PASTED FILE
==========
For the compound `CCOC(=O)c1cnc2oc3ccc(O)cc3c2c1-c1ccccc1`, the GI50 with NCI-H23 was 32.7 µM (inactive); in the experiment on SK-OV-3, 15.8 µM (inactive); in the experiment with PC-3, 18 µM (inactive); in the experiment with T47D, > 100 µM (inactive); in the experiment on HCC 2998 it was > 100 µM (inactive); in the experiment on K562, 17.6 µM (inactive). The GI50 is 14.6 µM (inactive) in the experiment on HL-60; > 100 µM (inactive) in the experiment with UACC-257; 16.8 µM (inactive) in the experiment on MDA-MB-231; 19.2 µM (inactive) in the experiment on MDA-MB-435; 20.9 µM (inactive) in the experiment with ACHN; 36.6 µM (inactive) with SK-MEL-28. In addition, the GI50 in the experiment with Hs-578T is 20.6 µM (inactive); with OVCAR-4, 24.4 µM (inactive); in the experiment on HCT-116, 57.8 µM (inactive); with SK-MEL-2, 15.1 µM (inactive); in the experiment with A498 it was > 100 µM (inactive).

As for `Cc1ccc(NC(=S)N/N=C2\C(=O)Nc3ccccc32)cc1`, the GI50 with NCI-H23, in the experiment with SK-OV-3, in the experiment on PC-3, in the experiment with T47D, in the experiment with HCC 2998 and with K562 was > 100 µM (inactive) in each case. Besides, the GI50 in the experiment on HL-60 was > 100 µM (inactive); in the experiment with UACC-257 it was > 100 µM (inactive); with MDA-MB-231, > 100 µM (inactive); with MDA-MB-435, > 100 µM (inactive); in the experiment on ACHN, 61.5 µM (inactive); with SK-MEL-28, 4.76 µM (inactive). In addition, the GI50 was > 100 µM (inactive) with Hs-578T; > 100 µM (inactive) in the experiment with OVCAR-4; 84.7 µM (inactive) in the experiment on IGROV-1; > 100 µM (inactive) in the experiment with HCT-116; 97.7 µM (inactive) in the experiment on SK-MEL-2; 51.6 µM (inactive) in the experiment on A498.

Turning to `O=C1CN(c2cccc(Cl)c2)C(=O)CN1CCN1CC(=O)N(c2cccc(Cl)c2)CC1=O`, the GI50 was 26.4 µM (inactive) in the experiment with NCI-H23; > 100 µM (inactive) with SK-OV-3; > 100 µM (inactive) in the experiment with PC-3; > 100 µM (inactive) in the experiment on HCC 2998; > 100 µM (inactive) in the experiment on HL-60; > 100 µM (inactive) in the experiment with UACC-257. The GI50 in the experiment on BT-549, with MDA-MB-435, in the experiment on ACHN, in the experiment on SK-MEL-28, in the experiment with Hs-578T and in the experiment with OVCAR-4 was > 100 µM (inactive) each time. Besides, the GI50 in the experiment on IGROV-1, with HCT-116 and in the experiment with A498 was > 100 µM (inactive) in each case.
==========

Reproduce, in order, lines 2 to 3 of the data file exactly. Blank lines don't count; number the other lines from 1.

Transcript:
As for `Cc1ccc(NC(=S)N/N=C2\C(=O)Nc3ccccc32)cc1`, the GI50 with NCI-H23, in the experiment with SK-OV-3, in the experiment on PC-3, in the experiment with T47D, in the experiment with HCC 2998 and with K562 was > 100 µM (inactive) in each case. Besides, the GI50 in the experiment on HL-60 was > 100 µM (inactive); in the experiment with UACC-257 it was > 100 µM (inactive); with MDA-MB-231, > 100 µM (inactive); with MDA-MB-435, > 100 µM (inactive); in the experiment on ACHN, 61.5 µM (inactive); with SK-MEL-28, 4.76 µM (inactive). In addition, the GI50 was > 100 µM (inactive) with Hs-578T; > 100 µM (inactive) in the experiment with OVCAR-4; 84.7 µM (inactive) in the experiment on IGROV-1; > 100 µM (inactive) in the experiment with HCT-116; 97.7 µM (inactive) in the experiment on SK-MEL-2; 51.6 µM (inactive) in the experiment on A498.

Turning to `O=C1CN(c2cccc(Cl)c2)C(=O)CN1CCN1CC(=O)N(c2cccc(Cl)c2)CC1=O`, the GI50 was 26.4 µM (inactive) in the experiment with NCI-H23; > 100 µM (inactive) with SK-OV-3; > 100 µM (inactive) in the experiment with PC-3; > 100 µM (inactive) in the experiment on HCC 2998; > 100 µM (inactive) in the experiment on HL-60; > 100 µM (inactive) in the experiment with UACC-257. The GI50 in the experiment on BT-549, with MDA-MB-435, in the experiment on ACHN, in the experiment on SK-MEL-28, in the experiment with Hs-578T and in the experiment with OVCAR-4 was > 100 µM (inactive) each time. Besides, the GI50 in the experiment on IGROV-1, with HCT-116 and in the experiment with A498 was > 100 µM (inactive) in each case.